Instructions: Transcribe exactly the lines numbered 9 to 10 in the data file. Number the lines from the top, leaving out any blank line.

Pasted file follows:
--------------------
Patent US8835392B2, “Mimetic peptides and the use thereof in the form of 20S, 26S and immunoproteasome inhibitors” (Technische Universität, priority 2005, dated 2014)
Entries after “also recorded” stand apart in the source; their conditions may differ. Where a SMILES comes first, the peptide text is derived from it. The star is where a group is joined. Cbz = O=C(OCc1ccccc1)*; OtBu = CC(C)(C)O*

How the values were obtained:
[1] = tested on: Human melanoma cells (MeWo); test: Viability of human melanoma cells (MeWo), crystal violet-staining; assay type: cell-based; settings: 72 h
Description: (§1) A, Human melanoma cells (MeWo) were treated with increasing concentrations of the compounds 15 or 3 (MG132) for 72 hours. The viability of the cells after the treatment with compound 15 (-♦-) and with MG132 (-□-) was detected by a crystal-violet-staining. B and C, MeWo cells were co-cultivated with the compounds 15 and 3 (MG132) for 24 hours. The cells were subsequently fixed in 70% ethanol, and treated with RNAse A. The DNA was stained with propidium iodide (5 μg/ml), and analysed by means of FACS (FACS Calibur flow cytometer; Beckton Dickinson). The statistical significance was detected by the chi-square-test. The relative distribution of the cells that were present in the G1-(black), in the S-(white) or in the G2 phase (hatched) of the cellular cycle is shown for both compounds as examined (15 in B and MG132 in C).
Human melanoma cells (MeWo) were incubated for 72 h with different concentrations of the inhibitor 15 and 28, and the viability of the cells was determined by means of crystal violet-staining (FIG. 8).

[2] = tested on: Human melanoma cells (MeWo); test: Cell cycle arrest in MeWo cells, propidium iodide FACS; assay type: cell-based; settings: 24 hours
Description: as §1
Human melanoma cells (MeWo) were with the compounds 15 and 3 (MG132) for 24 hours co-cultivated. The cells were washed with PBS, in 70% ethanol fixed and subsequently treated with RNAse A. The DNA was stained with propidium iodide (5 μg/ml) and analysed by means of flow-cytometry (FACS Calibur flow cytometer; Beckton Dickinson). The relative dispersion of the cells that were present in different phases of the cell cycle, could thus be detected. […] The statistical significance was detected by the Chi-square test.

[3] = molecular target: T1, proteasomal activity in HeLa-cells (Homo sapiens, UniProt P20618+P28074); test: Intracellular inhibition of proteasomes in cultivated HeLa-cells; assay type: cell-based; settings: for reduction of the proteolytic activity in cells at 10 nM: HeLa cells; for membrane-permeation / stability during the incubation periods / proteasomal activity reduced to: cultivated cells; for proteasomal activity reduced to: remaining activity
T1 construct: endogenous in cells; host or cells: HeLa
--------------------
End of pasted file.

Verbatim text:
Human melanoma cells (MeWo) were with the compounds 15 and 3 (MG132) for 24 hours co-cultivated. The cells were washed with PBS, in 70% ethanol fixed and subsequently treated with RNAse A. The DNA was stained with propidium iodide (5 μg/ml) and analysed by means of flow-cytometry (FACS Calibur flow cytometer; Beckton Dickinson). The relative dispersion of the cells that were present in different phases of the cell cycle, could thus be detected. […] The statistical significance was detected by the Chi-square test.

[3] = molecular target: T1, proteasomal activity in HeLa-cells (Homo sapiens, UniProt P20618+P28074); test: Intracellular inhibition of proteasomes in cultivated HeLa-cells; assay type: cell-based; settings: for reduction of the proteolytic activity in cells at 10 nM: HeLa cells; for membrane-permeation / stability during the incubation periods / proteasomal activity reduced to: cultivated cells; for proteasomal activity reduced to: remaining activity